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Lena Madesin Phillips & Marjory Lacey-Barker

Lena Madesin Phillips (September 15, 1881 - May 22, 1955) was a lawyer and clubwoman who founded the National Business and Professional Women's Clubs in 1919 and by 1930 the International Federation of Business and Professional Women. Her long time companion, Marjory Lacey-Barker (died in 1965), an actress she met in 1919, wanted to complete her biography upon her death, but was overwhelmed by the volume of notes and the magnitude of Dr. Phillips' accomplishments. Ten years later she passed away, the biography still a work in progress. Lisa Sergio used much of the original sections written by Dr. Phillips herself when she completed the manuscript that was published as A Measure Filled.

Anna Lena Phillips was born on September 15, 1881 in Nicholasville, Kentucky; she was the daughter of Judge William Henry Phillips and Alice Phillips of Jessamine County, Kentucky. From a young age, Phillips wanted to step outside of the normal gender-based roles, and this led to her thirst to obtain knowledge. At age 7 she enrolled in the Jessamine Female Institute where she studied everything offered, including music. When Phillips was at age 11, she changed her name to Madesin in order to recognize her brother who was studying medicine in Paris, France at the time. At age 18 when she graduated, she received Magna Cum Laude from the Jessamine Female Institute.

After Lena Madesin Phillips graduated from the Jessamine Female Institute, she and her mother traveled to Baltimore, Maryland in order to enroll and attend the Woman’s College of Baltimore (now called Goucher College), where she wished to study music and other subjects. Throughout her youth, Phillips showed extreme motivation towards her school and extracurricular activities. This motivation and relentlessness would only increase once she was enrolled in the Woman’s College of Baltimore. Phillips was so devoted to her studies of music and her extracurricular activities that she got sick from exhaustion. While recovering in Kentucky she fell and hurt a nerve in her arm. The doctors informed her she needed to stop playing music for an extended period of time, and she was forced to drop out of the Woman’s College of Baltimore. Upon her return home in Kentucky, she was offered a job at her alma mater, Jessamine Female Institute for teaching music at 500 dollars a year.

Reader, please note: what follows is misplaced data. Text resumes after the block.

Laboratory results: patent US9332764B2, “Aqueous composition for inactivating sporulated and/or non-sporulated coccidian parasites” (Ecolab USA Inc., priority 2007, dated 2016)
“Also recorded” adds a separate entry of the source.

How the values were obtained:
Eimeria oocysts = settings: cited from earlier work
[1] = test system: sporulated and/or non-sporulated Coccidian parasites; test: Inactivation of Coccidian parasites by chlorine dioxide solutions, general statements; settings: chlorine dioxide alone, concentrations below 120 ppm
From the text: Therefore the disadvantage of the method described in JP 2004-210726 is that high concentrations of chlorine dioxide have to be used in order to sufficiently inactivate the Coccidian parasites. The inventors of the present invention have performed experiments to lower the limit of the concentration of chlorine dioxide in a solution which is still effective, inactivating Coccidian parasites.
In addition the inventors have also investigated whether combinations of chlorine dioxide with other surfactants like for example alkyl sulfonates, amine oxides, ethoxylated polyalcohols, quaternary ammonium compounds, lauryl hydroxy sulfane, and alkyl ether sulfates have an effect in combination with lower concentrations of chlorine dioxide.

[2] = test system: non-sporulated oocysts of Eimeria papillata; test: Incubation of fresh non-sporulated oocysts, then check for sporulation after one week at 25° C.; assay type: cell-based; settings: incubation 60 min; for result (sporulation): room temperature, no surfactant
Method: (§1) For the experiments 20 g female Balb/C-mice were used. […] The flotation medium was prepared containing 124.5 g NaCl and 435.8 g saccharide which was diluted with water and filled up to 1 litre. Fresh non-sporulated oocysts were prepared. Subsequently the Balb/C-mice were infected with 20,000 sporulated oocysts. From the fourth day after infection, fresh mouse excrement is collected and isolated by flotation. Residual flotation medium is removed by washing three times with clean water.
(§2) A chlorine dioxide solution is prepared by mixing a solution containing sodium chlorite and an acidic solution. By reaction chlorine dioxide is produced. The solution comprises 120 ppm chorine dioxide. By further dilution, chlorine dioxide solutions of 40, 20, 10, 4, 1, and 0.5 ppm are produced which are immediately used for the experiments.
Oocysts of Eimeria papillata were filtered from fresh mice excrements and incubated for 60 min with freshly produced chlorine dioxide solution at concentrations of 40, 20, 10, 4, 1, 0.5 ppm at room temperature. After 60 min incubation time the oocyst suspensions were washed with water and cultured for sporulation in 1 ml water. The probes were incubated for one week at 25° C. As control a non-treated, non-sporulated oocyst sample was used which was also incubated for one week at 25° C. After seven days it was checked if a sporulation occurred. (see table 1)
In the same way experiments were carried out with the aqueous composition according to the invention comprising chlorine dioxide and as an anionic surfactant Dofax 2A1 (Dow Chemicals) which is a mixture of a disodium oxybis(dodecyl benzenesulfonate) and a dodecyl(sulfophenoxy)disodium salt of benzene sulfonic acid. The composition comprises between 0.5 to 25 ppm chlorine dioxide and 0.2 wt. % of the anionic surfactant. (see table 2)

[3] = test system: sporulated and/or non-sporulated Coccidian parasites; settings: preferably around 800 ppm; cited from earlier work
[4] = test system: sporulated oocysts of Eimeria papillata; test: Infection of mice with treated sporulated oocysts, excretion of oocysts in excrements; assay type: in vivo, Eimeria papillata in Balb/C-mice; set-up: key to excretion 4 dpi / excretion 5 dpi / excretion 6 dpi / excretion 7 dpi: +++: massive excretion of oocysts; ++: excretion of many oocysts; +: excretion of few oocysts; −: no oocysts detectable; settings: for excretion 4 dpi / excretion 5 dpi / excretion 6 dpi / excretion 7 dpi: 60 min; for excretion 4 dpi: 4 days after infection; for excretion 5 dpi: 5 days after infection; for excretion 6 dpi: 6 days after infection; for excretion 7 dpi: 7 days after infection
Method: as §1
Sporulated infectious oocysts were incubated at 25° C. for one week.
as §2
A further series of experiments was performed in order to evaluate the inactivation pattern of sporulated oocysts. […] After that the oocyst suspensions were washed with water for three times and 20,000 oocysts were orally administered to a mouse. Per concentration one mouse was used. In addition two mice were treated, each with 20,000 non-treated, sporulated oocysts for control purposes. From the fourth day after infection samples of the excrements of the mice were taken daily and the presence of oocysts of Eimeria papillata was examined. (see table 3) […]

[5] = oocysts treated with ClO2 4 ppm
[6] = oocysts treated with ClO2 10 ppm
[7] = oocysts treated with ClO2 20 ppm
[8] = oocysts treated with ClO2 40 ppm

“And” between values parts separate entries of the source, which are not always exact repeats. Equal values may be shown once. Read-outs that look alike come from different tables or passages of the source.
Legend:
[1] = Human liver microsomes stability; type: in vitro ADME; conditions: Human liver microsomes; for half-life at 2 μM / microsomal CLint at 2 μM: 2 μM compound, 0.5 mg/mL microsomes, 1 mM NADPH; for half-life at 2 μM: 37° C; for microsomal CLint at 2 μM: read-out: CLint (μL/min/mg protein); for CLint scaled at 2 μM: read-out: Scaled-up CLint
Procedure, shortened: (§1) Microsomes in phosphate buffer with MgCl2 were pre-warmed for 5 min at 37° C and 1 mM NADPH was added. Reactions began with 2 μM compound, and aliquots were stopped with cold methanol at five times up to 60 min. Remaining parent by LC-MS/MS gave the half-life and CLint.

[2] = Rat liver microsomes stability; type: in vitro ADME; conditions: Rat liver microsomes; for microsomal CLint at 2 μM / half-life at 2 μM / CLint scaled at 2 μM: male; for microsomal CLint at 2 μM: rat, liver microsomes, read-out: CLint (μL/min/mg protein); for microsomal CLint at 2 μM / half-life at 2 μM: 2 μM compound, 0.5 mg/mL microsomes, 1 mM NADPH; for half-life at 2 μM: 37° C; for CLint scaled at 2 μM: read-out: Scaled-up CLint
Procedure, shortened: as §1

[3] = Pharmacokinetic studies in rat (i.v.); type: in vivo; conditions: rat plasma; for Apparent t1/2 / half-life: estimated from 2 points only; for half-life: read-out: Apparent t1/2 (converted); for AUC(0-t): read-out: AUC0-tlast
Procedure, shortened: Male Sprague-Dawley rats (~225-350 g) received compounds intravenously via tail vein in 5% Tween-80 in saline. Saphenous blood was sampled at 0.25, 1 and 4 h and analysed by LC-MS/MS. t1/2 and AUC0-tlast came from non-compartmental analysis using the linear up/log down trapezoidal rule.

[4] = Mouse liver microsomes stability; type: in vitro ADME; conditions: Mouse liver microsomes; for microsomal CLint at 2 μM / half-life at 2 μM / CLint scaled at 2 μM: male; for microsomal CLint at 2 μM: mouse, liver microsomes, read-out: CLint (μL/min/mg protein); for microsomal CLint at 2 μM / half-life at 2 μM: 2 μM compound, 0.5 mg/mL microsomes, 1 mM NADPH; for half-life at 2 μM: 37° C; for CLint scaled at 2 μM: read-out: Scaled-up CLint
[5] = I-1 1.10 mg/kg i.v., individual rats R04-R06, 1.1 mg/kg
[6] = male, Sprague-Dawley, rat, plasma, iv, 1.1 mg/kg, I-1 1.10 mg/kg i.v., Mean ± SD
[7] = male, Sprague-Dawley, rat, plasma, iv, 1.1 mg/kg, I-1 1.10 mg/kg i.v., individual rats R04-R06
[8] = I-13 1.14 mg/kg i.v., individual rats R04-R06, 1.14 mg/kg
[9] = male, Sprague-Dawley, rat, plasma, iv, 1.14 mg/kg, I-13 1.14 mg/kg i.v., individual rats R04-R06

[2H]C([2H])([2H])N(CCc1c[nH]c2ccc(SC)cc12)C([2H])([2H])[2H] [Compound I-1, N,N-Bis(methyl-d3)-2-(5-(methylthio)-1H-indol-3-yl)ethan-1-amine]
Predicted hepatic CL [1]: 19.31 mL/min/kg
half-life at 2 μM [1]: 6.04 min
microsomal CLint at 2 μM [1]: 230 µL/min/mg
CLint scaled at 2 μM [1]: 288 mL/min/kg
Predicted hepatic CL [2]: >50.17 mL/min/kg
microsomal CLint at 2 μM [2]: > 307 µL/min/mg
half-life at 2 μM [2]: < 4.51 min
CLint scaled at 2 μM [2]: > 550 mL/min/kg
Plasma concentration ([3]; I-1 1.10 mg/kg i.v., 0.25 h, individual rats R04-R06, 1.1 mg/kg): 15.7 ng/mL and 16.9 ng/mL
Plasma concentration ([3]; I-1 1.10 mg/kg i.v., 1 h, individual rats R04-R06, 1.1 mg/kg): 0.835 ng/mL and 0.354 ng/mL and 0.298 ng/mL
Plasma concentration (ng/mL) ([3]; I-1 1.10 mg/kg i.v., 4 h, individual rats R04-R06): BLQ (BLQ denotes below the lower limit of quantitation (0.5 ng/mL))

Soon after that, Phillips began studying law at the University of Kentucky and made the twelve mile trip to Lexington everyday from Nicholasville. In her free time she constantly helped her father with maintaining his public image, for he was constantly involved with the political scene in Jessamine County and Kentucky as a whole. It was her father’s political career that led her interests towards political and economical ideas and thus to the law school. While at the University of Kentucky, many of the students in her class did not like the idea of having a woman in the law school. However at the end of the first semester, the men in her class stopped questioning her because she received all As and took 21 hours of class, when the average was 12 hours of class for each semester. When she graduated from the University of Kentucky Law School in 1917, she was the first woman to graduate with full honors and she had the highest marks for her entire law class. After Phillips graduated for the University of Kentucky Law School she opened her own firm in Nicholasville, Kentucky and as it grew in size, so did her desire for something bigger.

Lena Madesin Phillips began traveling to New York City and was continually getting more involved in the Young Women’s Christian Association (YWCA) and began trying to unite the business women of the United States all together. With the help of the YWCA and her involvement in the Business Women’s Committee she was successful in started the National Federation of Business and Professional Women’s Clubs of the United States (NFBPWC). After starting the club, which was officially established in 1919, she was elected the first president. Soon after that she met Lisa Sergio who became her friend and companion for life.

Lena Madesin Phillips' initial goal of the club was to spread her ideas of women’s equality, especially equal economic playing fields with business men in the United States. The club also addressed other issues such as child labor and international peace efforts. In 1930 the NFBPWC endorsed the Equal Rights Amendment. In order to expand the reach her club throughout the nation she went on a tour of the country, giving speeches on the club's ideology. She made stops in Kansas City, Colorado, Santa Fe, the Grand Canyon, Los Angeles, and many more. Phillips never stopped working and several times during her life she began to look sick and weak as she did during her first college experiences. However she never rested when there was work to be done, despite warnings from her family and closest friends. Phillips believed there was always work to be done.